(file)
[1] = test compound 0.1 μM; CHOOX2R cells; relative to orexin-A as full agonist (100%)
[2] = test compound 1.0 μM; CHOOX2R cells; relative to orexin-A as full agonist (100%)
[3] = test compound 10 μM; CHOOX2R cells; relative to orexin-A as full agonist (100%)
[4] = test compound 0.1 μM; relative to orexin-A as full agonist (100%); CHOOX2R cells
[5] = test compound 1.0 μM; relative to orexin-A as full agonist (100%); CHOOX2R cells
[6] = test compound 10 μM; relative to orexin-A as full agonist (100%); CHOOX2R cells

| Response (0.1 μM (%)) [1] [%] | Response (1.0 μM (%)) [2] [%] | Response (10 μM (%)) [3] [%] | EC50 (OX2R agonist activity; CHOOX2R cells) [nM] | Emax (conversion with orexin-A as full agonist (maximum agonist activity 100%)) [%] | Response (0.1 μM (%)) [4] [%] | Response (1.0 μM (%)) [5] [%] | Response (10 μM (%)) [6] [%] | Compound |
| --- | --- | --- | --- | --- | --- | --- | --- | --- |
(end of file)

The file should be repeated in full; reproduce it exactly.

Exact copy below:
[1] = test compound 0.1 μM; CHOOX2R cells; relative to orexin-A as full agonist (100%)
[2] = test compound 1.0 μM; CHOOX2R cells; relative to orexin-A as full agonist (100%)
[3] = test compound 10 μM; CHOOX2R cells; relative to orexin-A as full agonist (100%)
[4] = test compound 0.1 μM; relative to orexin-A as full agonist (100%); CHOOX2R cells
[5] = test compound 1.0 μM; relative to orexin-A as full agonist (100%); CHOOX2R cells
[6] = test compound 10 μM; relative to orexin-A as full agonist (100%); CHOOX2R cells

| Response (0.1 μM (%)) [1] [%] | Response (1.0 μM (%)) [2] [%] | Response (10 μM (%)) [3] [%] | EC50 (OX2R agonist activity; CHOOX2R cells) [nM] | Emax (conversion with orexin-A as full agonist (maximum agonist activity 100%)) [%] | Response (0.1 μM (%)) [4] [%] | Response (1.0 μM (%)) [5] [%] | Response (10 μM (%)) [6] [%] | Compound |
| --- | --- | --- | --- | --- | --- | --- | --- | --- |